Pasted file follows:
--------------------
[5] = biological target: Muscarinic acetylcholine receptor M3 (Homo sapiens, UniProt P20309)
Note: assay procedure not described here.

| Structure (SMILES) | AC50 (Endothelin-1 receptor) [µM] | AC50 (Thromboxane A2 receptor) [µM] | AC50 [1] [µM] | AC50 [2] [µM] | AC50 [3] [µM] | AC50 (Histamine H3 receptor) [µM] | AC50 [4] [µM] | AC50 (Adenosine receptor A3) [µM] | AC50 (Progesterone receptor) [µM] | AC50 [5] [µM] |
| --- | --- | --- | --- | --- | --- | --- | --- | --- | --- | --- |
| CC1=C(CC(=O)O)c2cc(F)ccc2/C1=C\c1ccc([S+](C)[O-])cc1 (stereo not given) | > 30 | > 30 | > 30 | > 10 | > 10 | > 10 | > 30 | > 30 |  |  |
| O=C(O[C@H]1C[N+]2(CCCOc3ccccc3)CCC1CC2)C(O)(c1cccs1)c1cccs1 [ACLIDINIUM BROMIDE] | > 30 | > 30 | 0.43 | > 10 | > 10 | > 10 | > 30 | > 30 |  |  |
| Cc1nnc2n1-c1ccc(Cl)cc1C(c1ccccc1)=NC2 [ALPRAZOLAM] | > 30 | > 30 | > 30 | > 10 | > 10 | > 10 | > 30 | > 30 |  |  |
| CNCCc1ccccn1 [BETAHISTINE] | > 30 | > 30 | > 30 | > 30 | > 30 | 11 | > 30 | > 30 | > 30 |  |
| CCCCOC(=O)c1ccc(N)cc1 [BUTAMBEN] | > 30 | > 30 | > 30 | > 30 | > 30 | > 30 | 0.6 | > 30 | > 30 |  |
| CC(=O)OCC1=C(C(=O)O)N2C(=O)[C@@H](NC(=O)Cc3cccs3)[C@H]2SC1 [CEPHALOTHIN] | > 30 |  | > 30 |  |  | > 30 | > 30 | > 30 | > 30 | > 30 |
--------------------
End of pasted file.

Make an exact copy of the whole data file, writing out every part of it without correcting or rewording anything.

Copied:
[5] = biological target: Muscarinic acetylcholine receptor M3 (Homo sapiens, UniProt P20309)
Note: assay procedure not described here.

| Structure (SMILES) | AC50 (Endothelin-1 receptor) [µM] | AC50 (Thromboxane A2 receptor) [µM] | AC50 [1] [µM] | AC50 [2] [µM] | AC50 [3] [µM] | AC50 (Histamine H3 receptor) [µM] | AC50 [4] [µM] | AC50 (Adenosine receptor A3) [µM] | AC50 (Progesterone receptor) [µM] | AC50 [5] [µM] |
| --- | --- | --- | --- | --- | --- | --- | --- | --- | --- | --- |
| CC1=C(CC(=O)O)c2cc(F)ccc2/C1=C\c1ccc([S+](C)[O-])cc1 (stereo not given) | > 30 | > 30 | > 30 | > 10 | > 10 | > 10 | > 30 | > 30 |  |  |
| O=C(O[C@H]1C[N+]2(CCCOc3ccccc3)CCC1CC2)C(O)(c1cccs1)c1cccs1 [ACLIDINIUM BROMIDE] | > 30 | > 30 | 0.43 | > 10 | > 10 | > 10 | > 30 | > 30 |  |  |
| Cc1nnc2n1-c1ccc(Cl)cc1C(c1ccccc1)=NC2 [ALPRAZOLAM] | > 30 | > 30 | > 30 | > 10 | > 10 | > 10 | > 30 | > 30 |  |  |
| CNCCc1ccccn1 [BETAHISTINE] | > 30 | > 30 | > 30 | > 30 | > 30 | 11 | > 30 | > 30 | > 30 |  |
| CCCCOC(=O)c1ccc(N)cc1 [BUTAMBEN] | > 30 | > 30 | > 30 | > 30 | > 30 | > 30 | 0.6 | > 30 | > 30 |  |
| CC(=O)OCC1=C(C(=O)O)N2C(=O)[C@@H](NC(=O)Cc3cccs3)[C@H]2SC1 [CEPHALOTHIN] | > 30 |  | > 30 |  |  | > 30 | > 30 | > 30 | > 30 | > 30 |